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Wednesday, 21 July 2010

The Writers Handbook 2011

The Writers Handbook is an invalauble source for British-based writers and poets, and I have most of its issues for the last decade. 2011 is quite a departure - at least in one way.  Chris Hamilton-Emery's poetry section provides an extraordinary list of the ten best things in poetry of the "noughties" - which I found somewhat eyebrow-raising, to be sure.

Among the people and events and developments selected as the most important of the last decade are Andrew Motion, for being a great poet laureate (which he was); a key figure at Faber & Faber; and Keston Sutherland - the only poet singled out as such - for all he has done and does, etc.  Also mentioned are the publishers Salt and Shearsman, and the appearance of digital networking communities.

The article goes on to predict that in "ten years" there will not be much in the way of printed books of poetry, in the UK, and they will not be sold or marketed in "bricks and mortar" ways.  Instead, almost all poets will self-publish in digital formats - he predicts there may even be a Don Paterson Inc. - and seek audiences of mutual aesthetic interest.  Poems, not poetry collections, will be bought or acquired, and in fact, most ebooks will be free.

Hamilton-Emery was not the only evangelist for digital and online poetry - I was, along with many others.  Dan Mitchell and I started the first Facebook Poetry group, for example, and now have over 22,000 members. So I feel I can add to this debate. I think his article is wrong, in some ways, though correct in others, though it is a bit dramatic.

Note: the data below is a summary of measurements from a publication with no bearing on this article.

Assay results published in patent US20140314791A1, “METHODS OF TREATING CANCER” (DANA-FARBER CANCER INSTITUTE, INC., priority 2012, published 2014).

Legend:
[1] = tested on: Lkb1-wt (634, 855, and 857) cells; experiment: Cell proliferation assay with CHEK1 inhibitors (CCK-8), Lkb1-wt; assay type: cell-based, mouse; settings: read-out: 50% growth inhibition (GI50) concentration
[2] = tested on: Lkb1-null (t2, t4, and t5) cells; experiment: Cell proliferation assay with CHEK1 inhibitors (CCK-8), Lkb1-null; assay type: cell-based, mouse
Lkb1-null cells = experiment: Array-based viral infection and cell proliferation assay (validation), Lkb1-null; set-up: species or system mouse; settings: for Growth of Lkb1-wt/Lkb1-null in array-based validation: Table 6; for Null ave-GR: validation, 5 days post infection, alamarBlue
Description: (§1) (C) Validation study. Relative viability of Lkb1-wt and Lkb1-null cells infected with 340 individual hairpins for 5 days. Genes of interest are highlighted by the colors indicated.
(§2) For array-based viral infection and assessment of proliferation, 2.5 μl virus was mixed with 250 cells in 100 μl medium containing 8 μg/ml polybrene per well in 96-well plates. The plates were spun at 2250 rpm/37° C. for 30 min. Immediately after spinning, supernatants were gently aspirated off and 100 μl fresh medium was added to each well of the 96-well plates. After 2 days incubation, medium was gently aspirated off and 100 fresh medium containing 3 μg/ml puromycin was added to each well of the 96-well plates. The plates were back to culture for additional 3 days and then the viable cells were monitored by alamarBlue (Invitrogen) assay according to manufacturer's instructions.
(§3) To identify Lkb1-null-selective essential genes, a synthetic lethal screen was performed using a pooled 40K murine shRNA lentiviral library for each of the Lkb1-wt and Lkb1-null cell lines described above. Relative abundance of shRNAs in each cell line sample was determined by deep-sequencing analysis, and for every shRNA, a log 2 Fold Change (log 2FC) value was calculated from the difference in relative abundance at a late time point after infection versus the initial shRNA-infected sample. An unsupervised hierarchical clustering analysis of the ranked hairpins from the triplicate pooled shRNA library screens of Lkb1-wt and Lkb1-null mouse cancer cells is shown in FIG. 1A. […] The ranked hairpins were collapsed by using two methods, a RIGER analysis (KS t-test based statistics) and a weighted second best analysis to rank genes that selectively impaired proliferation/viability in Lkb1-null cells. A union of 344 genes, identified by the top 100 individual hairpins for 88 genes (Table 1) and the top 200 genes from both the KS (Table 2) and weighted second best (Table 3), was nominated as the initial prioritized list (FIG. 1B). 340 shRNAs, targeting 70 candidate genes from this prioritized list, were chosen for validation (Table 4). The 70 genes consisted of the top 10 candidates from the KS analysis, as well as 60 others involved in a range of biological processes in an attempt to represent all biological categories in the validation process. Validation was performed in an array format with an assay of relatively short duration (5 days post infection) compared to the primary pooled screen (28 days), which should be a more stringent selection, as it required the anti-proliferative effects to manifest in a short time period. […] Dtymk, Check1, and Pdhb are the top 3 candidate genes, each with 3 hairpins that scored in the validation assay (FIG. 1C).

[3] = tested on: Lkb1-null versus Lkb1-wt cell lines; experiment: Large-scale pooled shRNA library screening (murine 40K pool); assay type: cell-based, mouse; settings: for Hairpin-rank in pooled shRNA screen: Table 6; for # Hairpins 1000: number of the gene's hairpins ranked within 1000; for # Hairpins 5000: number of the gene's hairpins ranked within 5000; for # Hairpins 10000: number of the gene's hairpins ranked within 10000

Luke Kennard seems to be more influential on his generation than Sutherland, who, though brilliant, has not had the same aesthetic impact on how most young British poets actually write.  Giles Goodland is a more intriguing hybrid poet, anyway.  Or Tom Chivers.  Roddy Lumsden has done more than Sutherland as editor and mentor to shape the current climate.

More to the point, I don't think poetry books (printed) will disappear in ten years.  I think ebooks will be part of the market, but people who love poetry will continue to want collections.  I think poetry is a strange market, to be sure.  Faber had 80% of the UK market in 2000 - has that changed?

To my mind, the five most important developments in poetry of the last decade in the UK were:

1. The rise of Facebook, Myspace, and digital networking and electronic dissemination of poetry;
2. Post 9/11, the rise of a new politicisation of poetry, and interest in eco-poetics, and consequent return of an art-for-art alternative;
3. The YBP wave, heralded and supported by a new respect for pamphlets, and Creative Writing MAs in Britain;
4. A rise in hybrid/ fusion poetics that avoid the us-and-them divides of mainstream-experimental
5. Fiona Sampson as editor of Poetry Review

I do agree that the death of Michael Donaghy was galvanising and important, as was the death of Mick Imlah, an equally talented poet, and the Bloodaxe anthologies have done a great service to new readers of poetry.  Hopefully, this list of his will get people talking.  But for someone who sells books, it is worrying to hear the looming demise of the physical print book being tolled so soon.  Hold them bells!
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